either their parents encouragement or if not hard financial difficulties...

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s.salehi9001

Senior Member
persian
Dear friends,

Could you please say whether this self-made sentence is natural?

Today affluent people have worked particular hours per each week in their adolescence, based on either their parents encouragement or if not hard financial difficulties faced in their lives.

After "either" and "or if not" I used the positive and negative motivations, respectively. Am I allowed to do so?

Perhaps using "today-affluent" makes more sense.
Thank you like always.
 
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  • Hermione Golightly

    Senior Member
    British English
    I'm commenting only on the underlined part of your sentence which sadly contains other errors of expression.
    ... based on either because (of) their parents' encouragement or if not hard financial difficulties faced in their lives.
    "If not" is not essential: it's 'padding' and repetitive. The word 'or' contains the idea of 'if not'.
    I suggest:
    "... either because their parents encouraged them or because they faced financial difficulties."

    or
    " ... either because of encouragement from their parents or because of financial difficulties."

    I prefer 'either because (of)' to be followed by 'or because (of)', because the repetition of 'because' after 'or' provides a very solid basis for the sentence.

    Ideally, there should be a balance in structure. This might be two adjectives, or nouns or noun phrases (because of), or verbal clauses such as: The children were either sick or lazy (adjectives); The children did badly in the tests either because of illness or laziness (nouns); The children did badly in the tests either because they often missed school or because their parents did not encourage them (clauses with finite verbs).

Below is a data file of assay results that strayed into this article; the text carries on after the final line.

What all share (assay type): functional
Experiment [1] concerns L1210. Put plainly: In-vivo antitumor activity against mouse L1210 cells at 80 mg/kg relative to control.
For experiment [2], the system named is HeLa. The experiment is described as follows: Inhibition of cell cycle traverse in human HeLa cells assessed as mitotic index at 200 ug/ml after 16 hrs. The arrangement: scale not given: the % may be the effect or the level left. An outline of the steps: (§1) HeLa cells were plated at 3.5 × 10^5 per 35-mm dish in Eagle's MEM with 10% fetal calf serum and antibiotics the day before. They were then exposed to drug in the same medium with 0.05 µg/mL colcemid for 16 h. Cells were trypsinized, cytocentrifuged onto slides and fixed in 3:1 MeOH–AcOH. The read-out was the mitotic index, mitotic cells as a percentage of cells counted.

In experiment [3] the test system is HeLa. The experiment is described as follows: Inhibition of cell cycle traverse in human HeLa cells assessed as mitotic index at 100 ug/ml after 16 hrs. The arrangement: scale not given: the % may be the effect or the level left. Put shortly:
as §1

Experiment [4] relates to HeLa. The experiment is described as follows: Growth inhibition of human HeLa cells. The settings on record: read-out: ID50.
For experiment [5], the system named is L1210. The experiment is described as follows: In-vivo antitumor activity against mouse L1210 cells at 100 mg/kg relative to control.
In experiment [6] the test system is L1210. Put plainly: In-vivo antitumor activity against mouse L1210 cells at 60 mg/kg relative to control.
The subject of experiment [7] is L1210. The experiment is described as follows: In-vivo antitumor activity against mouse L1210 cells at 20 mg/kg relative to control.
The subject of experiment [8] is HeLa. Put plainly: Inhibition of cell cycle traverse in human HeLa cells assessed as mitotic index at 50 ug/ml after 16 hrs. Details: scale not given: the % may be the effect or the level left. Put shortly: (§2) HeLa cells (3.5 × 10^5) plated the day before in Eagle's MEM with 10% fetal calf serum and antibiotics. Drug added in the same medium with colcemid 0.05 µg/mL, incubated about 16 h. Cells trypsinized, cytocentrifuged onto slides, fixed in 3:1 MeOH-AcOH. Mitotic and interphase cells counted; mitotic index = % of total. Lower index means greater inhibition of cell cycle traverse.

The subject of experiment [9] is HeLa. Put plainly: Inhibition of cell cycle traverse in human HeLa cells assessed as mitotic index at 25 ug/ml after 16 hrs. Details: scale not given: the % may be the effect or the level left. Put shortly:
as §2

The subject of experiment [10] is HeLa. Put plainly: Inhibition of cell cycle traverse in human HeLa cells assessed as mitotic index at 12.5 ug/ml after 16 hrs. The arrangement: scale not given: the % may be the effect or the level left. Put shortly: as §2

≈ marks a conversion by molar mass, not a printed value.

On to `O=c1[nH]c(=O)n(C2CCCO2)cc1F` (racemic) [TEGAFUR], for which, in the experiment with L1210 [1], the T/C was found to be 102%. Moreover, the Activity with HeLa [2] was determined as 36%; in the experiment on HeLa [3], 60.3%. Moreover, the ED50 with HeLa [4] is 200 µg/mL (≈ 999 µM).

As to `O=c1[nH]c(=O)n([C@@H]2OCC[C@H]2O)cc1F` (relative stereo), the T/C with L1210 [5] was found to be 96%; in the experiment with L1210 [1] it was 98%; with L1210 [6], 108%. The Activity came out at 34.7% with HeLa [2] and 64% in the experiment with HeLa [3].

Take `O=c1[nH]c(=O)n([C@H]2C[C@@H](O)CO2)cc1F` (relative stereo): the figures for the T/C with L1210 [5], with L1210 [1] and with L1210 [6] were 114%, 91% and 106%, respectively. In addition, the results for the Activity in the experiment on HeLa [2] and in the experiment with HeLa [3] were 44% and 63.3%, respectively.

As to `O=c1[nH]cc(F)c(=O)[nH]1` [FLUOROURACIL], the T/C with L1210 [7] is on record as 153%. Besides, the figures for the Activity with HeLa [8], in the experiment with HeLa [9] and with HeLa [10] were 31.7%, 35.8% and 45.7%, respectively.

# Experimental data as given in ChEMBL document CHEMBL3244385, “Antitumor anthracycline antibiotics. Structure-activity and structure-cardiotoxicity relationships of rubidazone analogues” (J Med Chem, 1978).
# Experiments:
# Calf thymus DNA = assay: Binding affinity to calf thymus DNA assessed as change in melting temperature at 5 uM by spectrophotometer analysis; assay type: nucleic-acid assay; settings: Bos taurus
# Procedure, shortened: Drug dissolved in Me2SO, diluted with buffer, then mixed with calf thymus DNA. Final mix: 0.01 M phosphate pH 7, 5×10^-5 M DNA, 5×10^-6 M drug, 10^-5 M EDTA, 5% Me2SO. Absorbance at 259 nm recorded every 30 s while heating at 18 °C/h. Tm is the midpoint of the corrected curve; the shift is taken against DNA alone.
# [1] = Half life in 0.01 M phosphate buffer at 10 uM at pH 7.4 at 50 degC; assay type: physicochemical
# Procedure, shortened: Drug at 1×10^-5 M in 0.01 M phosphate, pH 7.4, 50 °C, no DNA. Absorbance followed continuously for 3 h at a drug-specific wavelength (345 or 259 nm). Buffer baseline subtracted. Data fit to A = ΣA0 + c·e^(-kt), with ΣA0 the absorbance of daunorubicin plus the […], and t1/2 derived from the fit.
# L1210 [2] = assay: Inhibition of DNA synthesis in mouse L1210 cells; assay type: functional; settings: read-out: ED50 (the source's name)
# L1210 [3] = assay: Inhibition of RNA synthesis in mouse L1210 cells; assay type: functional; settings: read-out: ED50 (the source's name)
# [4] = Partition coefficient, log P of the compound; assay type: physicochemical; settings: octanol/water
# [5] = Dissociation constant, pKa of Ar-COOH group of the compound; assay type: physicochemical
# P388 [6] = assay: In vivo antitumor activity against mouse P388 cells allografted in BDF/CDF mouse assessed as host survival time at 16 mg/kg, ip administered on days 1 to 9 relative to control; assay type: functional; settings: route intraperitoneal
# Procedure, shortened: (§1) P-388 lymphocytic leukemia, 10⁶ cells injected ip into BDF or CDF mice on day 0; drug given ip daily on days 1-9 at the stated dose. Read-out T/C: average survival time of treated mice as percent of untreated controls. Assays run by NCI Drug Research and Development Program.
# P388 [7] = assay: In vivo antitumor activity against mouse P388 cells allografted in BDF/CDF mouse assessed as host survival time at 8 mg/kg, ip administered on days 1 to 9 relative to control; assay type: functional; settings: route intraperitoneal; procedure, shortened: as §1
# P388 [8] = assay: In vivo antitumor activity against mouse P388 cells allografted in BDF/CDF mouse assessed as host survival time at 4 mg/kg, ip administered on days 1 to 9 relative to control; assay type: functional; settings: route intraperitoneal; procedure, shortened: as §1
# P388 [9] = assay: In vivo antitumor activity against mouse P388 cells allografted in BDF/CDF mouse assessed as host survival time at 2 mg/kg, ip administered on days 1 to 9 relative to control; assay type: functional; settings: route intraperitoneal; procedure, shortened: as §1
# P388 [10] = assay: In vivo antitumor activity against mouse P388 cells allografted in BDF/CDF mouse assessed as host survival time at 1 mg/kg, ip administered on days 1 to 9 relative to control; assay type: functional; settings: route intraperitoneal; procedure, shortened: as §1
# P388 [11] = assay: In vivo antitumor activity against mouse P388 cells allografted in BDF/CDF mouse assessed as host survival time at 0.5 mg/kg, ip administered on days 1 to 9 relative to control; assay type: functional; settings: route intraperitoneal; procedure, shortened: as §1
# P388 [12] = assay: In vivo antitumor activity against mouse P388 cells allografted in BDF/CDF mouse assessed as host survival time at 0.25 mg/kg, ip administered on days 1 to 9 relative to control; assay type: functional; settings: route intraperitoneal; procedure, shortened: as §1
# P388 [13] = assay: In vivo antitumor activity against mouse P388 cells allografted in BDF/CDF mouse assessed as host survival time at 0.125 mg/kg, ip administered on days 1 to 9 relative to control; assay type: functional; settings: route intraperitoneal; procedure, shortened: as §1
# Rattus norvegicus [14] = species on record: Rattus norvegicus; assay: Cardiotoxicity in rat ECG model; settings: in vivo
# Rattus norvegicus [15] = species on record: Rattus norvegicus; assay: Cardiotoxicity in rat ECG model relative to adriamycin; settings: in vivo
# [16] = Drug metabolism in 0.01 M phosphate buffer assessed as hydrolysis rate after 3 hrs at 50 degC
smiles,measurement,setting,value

In my suggested versions, the balance in the first is subject+verb+ object; in the second, it is nouns.

    Try to remove unnecessary words. 'Financial' is essential, but 'hard' isn't: financial difficulties are always 'hard'. '(Faced) in their lives' isn't necessary: where else would difficulties be (faced)?
    The 'tighter' the writing the better! Pretend there's a strict word limit.

    The other problem areas are in italics:

    "Today affluent people have worked particular hours per each week in their adolescence, ... "
     

    s.salehi9001

    Senior Member
    persian
    I didn't understand what you want to say in the underlined part.
    Dear Muttaki as Hermione has patiently explained: After "either" and "or if not" there are two probable reasons lied behind taking part-time job in adolescence.
    solid basis
    Dear Hermione by "solid basis" do you mean the sentence can be easily understood?
    sentence which sadly contains other errors of expression.
    You know what? It takes, at least for me, a long time to get familiar how to write like natives... :(:(:(
     
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